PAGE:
Good Stuff: I have a soft spot for anthology movies, and I appreciate them being tied together. In this case, the actual ghost stories weren't tied together, but there was the wrap-around story, and it kind of all worked together. For the most part, the stories were fun to watch and short enough to keep you hooked, very light fare without a hint of scariness. I don't think a 6-year-old would be frightened by the ghosts in the first story. Of course a 6-year-old probably wouldn't watch a subtitled movie.

Bad Stuff: Low-budget and a fair amount of cheese. It was kind of like a 50's movie in terms of people acting intensely stricken by events, and lots of shots of the shadows on the wall behind them (also about half of it was black & white to enhance the feeling). It felt like a few Twilight Zone episodes, especially the third ghost story.

Classic Rules Of Film: Oddly enough, if you show a gun in Act 1 (of a flashback scene inside one story inside the movie), it doesn't have to go off at all. Instead, you can fire a different gun in Act 3 (of the flashback)! Come to think of it, maybe that was the same gun. I would go check, but I'm too lazy.

My Take: Let me break it down a bit. There are three ghost stories in here, plus the wrap-around story. The first ghost story was kind of fun, a little bit of a Twilight Zone twist. The second story was just dumb, no real twist beyond "ghosts can get revenge" which is kind of the point of ghosts. It also featured the perkiest detective in either California OR Japan. The third story was totally silly, but it was a true Twilight Zone episode. There's really no reason it had to have anything to do with ghosts, it was more about this other weird concept I won't spoil, which of course turns around and bites the protagonist in the end in true Twilight Zone style. It really didn't fit the movie, mainly because this woman was telling stories of things ghosts had told her, and out of the blue there's this whole... I don't know what to call it, but a new and unique supernatural concept just pulled out of thin air for that one story. It just seemed out of place. Like it's too much mythology for a generic series of ghost stories, and if that mythology exists, the other ghost stories could've been peppered with it for some added flavor. I could certainly see it affecting how they turned out.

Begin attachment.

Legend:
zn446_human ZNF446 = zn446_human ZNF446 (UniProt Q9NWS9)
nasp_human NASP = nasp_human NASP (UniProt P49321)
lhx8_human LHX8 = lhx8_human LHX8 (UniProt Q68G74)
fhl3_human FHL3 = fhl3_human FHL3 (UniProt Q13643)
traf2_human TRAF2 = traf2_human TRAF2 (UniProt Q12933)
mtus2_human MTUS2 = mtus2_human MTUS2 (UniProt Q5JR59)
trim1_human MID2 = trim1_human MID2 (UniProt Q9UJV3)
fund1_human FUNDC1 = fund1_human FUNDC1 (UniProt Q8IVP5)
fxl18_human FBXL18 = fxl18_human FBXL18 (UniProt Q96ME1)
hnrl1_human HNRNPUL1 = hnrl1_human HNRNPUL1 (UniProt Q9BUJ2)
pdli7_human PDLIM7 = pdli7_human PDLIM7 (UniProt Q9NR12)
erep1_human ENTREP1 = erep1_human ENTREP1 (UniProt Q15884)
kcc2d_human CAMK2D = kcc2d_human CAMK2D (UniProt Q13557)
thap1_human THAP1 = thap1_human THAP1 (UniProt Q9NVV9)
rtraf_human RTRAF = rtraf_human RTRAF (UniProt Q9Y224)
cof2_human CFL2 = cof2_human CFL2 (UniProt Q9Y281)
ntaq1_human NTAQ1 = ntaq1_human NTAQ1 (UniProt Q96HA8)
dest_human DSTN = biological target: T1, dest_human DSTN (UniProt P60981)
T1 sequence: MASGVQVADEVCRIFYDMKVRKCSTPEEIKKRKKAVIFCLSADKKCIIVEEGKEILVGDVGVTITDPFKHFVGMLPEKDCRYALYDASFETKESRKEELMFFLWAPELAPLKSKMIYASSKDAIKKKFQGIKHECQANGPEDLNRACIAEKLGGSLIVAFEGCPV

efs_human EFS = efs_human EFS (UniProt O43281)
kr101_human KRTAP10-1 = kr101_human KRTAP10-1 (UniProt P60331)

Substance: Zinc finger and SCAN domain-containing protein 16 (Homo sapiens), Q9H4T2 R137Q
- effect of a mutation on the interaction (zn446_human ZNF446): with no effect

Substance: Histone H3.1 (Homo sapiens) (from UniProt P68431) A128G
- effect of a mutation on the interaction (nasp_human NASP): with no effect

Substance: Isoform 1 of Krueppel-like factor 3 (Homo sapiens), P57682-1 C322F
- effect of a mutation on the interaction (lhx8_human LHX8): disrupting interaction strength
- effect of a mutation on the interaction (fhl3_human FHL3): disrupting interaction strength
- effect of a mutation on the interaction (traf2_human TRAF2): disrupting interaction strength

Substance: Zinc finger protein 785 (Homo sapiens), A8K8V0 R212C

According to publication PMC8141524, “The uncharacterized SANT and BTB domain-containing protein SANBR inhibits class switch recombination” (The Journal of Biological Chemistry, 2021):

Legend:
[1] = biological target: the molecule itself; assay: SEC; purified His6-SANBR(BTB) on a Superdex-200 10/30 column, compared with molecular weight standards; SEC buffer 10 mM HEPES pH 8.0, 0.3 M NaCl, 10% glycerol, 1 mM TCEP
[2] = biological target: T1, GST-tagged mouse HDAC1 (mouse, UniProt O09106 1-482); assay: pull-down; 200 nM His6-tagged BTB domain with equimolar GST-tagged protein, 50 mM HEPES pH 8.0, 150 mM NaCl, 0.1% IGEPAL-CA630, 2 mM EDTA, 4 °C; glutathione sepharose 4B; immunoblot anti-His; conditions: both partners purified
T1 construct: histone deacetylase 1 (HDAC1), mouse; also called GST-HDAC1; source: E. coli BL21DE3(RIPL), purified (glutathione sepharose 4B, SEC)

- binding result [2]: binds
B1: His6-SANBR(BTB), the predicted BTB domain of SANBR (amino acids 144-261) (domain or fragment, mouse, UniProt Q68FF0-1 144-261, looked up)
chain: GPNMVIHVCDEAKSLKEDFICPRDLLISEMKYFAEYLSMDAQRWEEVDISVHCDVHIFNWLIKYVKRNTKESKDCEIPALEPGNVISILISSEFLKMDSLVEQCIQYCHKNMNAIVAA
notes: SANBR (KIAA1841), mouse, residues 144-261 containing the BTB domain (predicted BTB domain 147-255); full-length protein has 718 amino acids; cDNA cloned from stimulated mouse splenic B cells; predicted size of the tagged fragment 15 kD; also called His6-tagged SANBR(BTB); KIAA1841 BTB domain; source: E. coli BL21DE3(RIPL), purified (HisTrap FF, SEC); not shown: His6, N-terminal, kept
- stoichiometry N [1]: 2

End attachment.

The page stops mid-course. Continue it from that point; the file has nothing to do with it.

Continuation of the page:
Artistic Nonsense: The storyteller seems to think she's sharing these stories to make a point to her passenger, but I'm not real clear what it is. I guess the first story (which features the teller herself) is a nice piece of information for later, in terms of her motivations. But the other stories are just random stories. Or are they just too deep for me? That's probably it.

The Nameless still refuses to play. Our next movie sounds close enough though: The Disappeared. Can't have a name if you aren't there, right? It's about a guy who begins to have visions of his missing brother.
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  Belittling Horror Excessively: The Disappeared 01:20 AM -- Fri October 14, 2011  

This is a movie review, so beware of mild spoilers. I won't go nuts, but if you want to be totally unspoiled, skip it!

Synopsis: A kid goes missing, causing his brother to go nuts, attempt suicide, and get committed. Once his brother is stable enough to be back at home, he begins to hear strange things, then see strange things, and then mystery ensues.

Scariness Type: Jump scares and general ghosty creepiness around.

Rating: 4/5 Lighters.

Awarded: 2nd Place in Most Depressing Movie Featuring Ghosts (just behind The Sixth Sense).

Good Stuff: Boy, mystery does ensue. There is a lot to piece together, and for a good portion of the movie, new clues are intertwined with new questions. I spent a lot of time just wondering which characters were actually alive, which is always a good sign unless it's because of their acting. The movie also looks and sounds good - it's got acting and whatnot like people like.

Bad Stuff: It's very slow, especially the first half hour which could've been boiled down to one scene: "This guy misses his brother and feels guilty." Many many shots of him moping around about that. Then ultimately all that mystery that the movie is so full of doesn't lead to that interesting of a conclusion, or a very dramatic climax. But it's pretty solid. Oh, the final 'big twist' didn't seem like much of a twist either, since I had been shouting the thing they revealed all along.

Classic Rules Of Film: I actually have a good thing to put here, but saying it would be a total spoiler. It's a different type of rule even, not the gun-going-off stuff! Oh well, watch the movie, then we'll talk.

My Take: I was pleased. As I mentioned The Sixth Sense above, this has a lot in common with that in terms of tone and pace and style. It also has the mystery of what ghosts are asking for and all that. It's a good movie. Quite depressing, and it almost jerked a tear from me, so it really does a good job showing people truly feeling a loss.